At 40-years-old, John Grant Jr. is still one of the elite scorers in the NLL.

Grant registered 91 points (34g, 57a) this season and managed to record 13 of those points against the Roughnecks when playing at the Pepsi Centre. Two of those points were overtime goals to beat Calgary.

“You’ve just got to be ready for anything,” said Roughnecks’ defenseman Dan MacRae. “One-handed, behind-the-back, around-the-world, through the leg, pass, or shot. We’ve just got to take away his time and space. Try to take away the opportunity for him to be that creative.”

The Roughnecks will need to be aware of where Grant Jr. is at all times due to his incredible shot and natural scoring ability from anywhere on the floor.

It won’t be an easy task.

“He’s the best one-on-one guy in the league,” said Roughnecks coach Curt Malawsky, who played alongside Grant as a member of the Rochester Knighthawks. “When he’s not one-on-one, he’s one of the best passers in the league.

“It’s not just one guy who is going to beat you. They have a multitude of guys out there. So if you focus on Junior, someone else is going to kill you.”

Keeping Grant off the scoresheet as much as possible is key for Calgary having any hopes of advancing to the West Division Finals against the Edmonton Rush


Sean Pollock is back in his old digs.

The Roughnecks signed the 12 year veteran on Mar. 16 to a one-year contract after he was released by the Colorado Mammoth. Having played there for four seasons, he still has good memories of his time in the Mile High City.

“I loved it, I loved every second of it,” Pollock recalled. “They treated my family well and it was top notch. I have nothing but good things to say about them, but I have a job to do and that’s to win a game tomorrow night.”

Since joining the Roughnecks, Pollock has been a very valuable member of the offensive group filling the void left by long time Roughnecks’ sniper Scott Ranger after he announced his retirement prior to the start of the season. Pollock has contributed 12 points in a Calgary uniform but his work off the ball is where he earns his keep.

“He’s got a will to win,” Malawsky said. “He’s a guy that’s done a lot of the heavy lifting for us. He gets to the middle of the floor and creates space for Dickson and Evans. It’s not easy playing with those two guys.”

This will be his first time playing a playoff game as a member of the Roughnecks and it will be against his former team, no less. Pollock will definitely need to deal with some emotions Saturday but he is trying to focus on the task at hand.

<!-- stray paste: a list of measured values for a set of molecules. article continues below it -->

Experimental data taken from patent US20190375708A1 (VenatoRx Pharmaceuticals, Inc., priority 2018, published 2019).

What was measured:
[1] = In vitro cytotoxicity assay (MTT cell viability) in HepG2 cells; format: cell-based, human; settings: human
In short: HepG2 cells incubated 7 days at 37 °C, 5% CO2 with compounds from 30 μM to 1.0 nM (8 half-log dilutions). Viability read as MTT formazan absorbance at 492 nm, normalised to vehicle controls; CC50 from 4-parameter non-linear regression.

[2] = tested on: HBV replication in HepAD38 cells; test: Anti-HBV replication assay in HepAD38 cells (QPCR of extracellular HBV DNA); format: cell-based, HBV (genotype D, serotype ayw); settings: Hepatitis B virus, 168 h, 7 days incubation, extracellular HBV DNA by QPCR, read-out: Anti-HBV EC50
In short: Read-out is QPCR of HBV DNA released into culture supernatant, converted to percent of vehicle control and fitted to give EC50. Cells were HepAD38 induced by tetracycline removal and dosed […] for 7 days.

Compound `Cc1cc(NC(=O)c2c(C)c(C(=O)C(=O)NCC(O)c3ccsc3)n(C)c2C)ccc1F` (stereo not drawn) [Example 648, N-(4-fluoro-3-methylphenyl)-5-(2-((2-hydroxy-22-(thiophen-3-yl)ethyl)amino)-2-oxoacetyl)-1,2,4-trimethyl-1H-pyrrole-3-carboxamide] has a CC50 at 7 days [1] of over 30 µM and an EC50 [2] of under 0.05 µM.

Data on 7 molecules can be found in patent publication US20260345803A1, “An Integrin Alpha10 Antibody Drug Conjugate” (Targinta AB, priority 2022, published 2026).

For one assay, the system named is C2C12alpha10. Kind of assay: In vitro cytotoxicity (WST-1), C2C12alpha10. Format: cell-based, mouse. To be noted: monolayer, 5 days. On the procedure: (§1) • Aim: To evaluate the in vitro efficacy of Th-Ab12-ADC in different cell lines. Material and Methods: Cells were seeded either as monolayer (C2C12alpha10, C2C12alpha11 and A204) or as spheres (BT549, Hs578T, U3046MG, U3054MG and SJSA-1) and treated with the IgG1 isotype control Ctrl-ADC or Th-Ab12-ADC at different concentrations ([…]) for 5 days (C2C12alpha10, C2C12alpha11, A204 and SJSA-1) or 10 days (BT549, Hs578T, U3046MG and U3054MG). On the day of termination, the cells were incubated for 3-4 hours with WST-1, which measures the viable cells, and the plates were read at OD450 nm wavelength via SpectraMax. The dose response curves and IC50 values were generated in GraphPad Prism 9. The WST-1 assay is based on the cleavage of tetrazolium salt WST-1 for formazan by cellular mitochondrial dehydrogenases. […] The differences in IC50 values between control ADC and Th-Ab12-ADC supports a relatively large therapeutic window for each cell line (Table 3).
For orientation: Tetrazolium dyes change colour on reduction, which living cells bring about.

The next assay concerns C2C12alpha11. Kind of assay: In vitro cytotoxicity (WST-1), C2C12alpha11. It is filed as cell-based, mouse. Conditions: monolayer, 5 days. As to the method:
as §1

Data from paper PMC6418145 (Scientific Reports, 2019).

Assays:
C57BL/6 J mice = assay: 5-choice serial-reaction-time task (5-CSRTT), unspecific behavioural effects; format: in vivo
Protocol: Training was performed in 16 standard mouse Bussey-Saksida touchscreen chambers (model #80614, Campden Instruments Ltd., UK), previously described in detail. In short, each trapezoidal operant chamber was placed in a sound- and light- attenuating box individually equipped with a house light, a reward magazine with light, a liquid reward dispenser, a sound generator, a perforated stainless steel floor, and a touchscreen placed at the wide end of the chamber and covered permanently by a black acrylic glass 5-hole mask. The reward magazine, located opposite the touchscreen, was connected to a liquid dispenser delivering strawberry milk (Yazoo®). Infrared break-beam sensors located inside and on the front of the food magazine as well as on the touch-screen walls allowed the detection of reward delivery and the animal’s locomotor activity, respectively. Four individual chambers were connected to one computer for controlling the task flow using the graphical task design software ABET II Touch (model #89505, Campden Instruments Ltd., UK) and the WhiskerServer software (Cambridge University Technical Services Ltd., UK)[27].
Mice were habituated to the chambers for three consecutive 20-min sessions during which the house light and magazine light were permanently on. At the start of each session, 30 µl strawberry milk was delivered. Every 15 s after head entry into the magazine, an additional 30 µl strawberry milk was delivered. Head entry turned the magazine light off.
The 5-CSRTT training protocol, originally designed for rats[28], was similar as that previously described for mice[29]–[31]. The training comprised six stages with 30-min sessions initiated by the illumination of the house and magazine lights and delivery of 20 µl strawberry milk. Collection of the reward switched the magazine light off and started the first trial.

“It’s playoff time,” Pollock said. “Everything is emotional. Everything is ramped up. I’m looking forward to it. It’s the best time of year.

“I’m trying to block that out and try not to think about the past three years. Just try to think about a new beginning here with a good group of guys who are ready to battle and win a playoff game. They’re not teammates anymore. This is my family now and it’s time to get a win.”


While the Calgary Roughnecks kept their veteran roster intact after a successful 2014 campaign, the Colorado Mammoth went in a different direction.

The team brought in a lot of young talent and have mixed them in with some elite veteran players like John Grant Jr. and Adam Jones.

Of the rookies in the starting line-up, none has been more impressive than Robert Hope, who set an NLL Rookie record for caused turnovers with 28. That’s one more than the Roughnecks leader, Curtis Manning.

With that said, all of the rookies have been impressive so far this season.

“They’re gamers,” said Mammoth coach Dan Stroup. “That’s why they’re on the team. They’ve proven themselves. The coaching staff has all of the confidence in every player on that team. They will bring some energy and in the end it’s going to come down to, probably, one goal. It’s going to be tough. I know every Mammoth player will be ready to go.”

The Roughnecks have a clear advantage from an experience perspective. Almost their entire was part of last year’s run to the Champion’s Cup. That experience could be a benefit for the team as they play such a young, inexperienced group. However, they are wary of the energy and excitement that the young players will bring to the floor.

“We’ve got to be ready for their hunger,” MacRae said. “I remember my rookie year, or some of our rookies coming up. You remember the tenacity and the hunger they have. They will be buzzing out there. They will be working hard and they will be crashing and banging.”

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